If there is one driving force in the work of Steven Soderbergh, it is experimentation. He loves to throw himself curveballs, try different genres, styles and tones, subvert modern norms and recreate older ones. His last few works were ‘The Girlfriend Experience’ (Small film with non-professional actors about prostitution), ‘Che’ (2 part, 4 hour long clinical chronicle of some major developments in the life of Che Guevara, leached dry of excitement), ‘Oceans’ 13′ (Glossy, expensive, star-studded caper film) and ‘The Good German’ (Extensive homage to ‘The Third Man’, using cinematic equipment and techniques used in the 40’s). Some of his experiments are successful (‘The Limey’, my personal favorite of his films), some less so (For my money, ‘The Girlfriend Experience’). Over here, I felt like his take on a whistle-blower tale was the first time in a while where his instincts felt to me like a natural fit for the material. Aside from the fact that this film would be an unbearably leaden prestige piece of Oscar-bait, a great deal of this sad person’s tale is so ridiculous that laughter is the only appropriate response.

 There are, of course, serious matters that are lost in the translation to comedy- What the deal is with Mark’s wife (Melanie Lynskey), how much she knows and why she stands by him. The seriousness of the crimes committed by the people at ADM. Corporate realities in general –the greed and the inherited titles (When waiting for information from Mark, the president of the company tells him “You let me know, and I’ll tell my dad”). But a character this strange and pathetic needs a somewhat dissonant film to accurately be captured. That dissonance is most prominently displayed in the film’s score. The score is a throw-back to a wacky 60’s comedy, composed by the inimitable Marvin Hamlisch (Bananas, A Chorus Line, The Sting, The Way We Were). Hamlisch’s score would be totally jarring if not for the fact that it sounds that way for a reason: This is the score to the ego of Mark Whitacre. It’s big and it’s unavoidable (When Mark thinks he’s being suave, we’ll get a bit of James Bond-like music). It’s a big risk, and very, very hard to get over initially, but once we realize just how strange Mark is, it makes the film’s entire conceit come to life.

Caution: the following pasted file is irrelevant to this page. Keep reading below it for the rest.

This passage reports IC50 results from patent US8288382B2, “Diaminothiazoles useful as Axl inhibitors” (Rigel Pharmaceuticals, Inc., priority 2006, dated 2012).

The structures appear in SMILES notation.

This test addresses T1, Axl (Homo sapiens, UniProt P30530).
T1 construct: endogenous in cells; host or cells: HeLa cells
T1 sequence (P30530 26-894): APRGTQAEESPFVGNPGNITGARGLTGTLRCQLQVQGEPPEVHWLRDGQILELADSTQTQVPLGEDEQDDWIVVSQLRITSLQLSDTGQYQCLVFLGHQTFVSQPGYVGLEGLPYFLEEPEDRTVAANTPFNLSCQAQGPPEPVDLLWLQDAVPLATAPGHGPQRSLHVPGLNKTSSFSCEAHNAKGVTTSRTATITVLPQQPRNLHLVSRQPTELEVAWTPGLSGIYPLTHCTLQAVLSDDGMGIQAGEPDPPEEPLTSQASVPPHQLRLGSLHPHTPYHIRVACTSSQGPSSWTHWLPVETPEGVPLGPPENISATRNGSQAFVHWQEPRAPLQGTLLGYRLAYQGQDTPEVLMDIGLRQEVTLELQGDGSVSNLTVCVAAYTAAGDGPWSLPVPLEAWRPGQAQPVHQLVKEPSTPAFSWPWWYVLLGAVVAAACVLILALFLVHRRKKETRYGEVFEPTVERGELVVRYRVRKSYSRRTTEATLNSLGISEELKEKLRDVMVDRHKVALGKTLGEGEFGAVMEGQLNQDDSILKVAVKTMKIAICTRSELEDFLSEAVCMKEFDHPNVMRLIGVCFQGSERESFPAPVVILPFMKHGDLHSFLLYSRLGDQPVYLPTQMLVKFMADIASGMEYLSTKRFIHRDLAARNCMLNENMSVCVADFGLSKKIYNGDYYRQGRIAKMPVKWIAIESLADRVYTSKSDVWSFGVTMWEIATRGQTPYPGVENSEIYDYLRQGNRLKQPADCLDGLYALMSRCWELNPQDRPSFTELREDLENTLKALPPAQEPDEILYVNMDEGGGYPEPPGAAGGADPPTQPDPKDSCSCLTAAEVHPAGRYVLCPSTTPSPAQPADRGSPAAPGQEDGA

The first half of this film is strained, uncomfortable, and more than a little bewildering. Interestingly, it is once the other shoe drops -roughly half-way through the film- that the film allows for more laughs. There is a cascade of information revealed about Mark, and while this makes him more and more pathetic, it also shows him to be less clueless than he seemed. We drop the simply uncomfortable reaction to his ‘Aw Shucks’ tone in the beginning to a far more complicated reaction. There’s deviousness to him- he’s not helpless. Just the knowledge that there’s more to him than meets the eye allows the audience to breathe and laugh easier, even if it’s all a variation on his obsession with being liked and applauded. This even allows for a bit of pathos, when in a climactic scene, his internal-monologue crashes into real life, and he actually utters what we’ve been hearing in his head.

This film is not a great film, but it is a fascinating ride, a measure of which can be got from the real Whitacre’s reaction to the film. According to screenwriter Scott Z. Burns…Whitacre loved it. He’s thrilled to have a document of his story. Any man who would like this portrait of himself deserves a film, and Soderbergh, Damon and co. provided him with the appropriate one.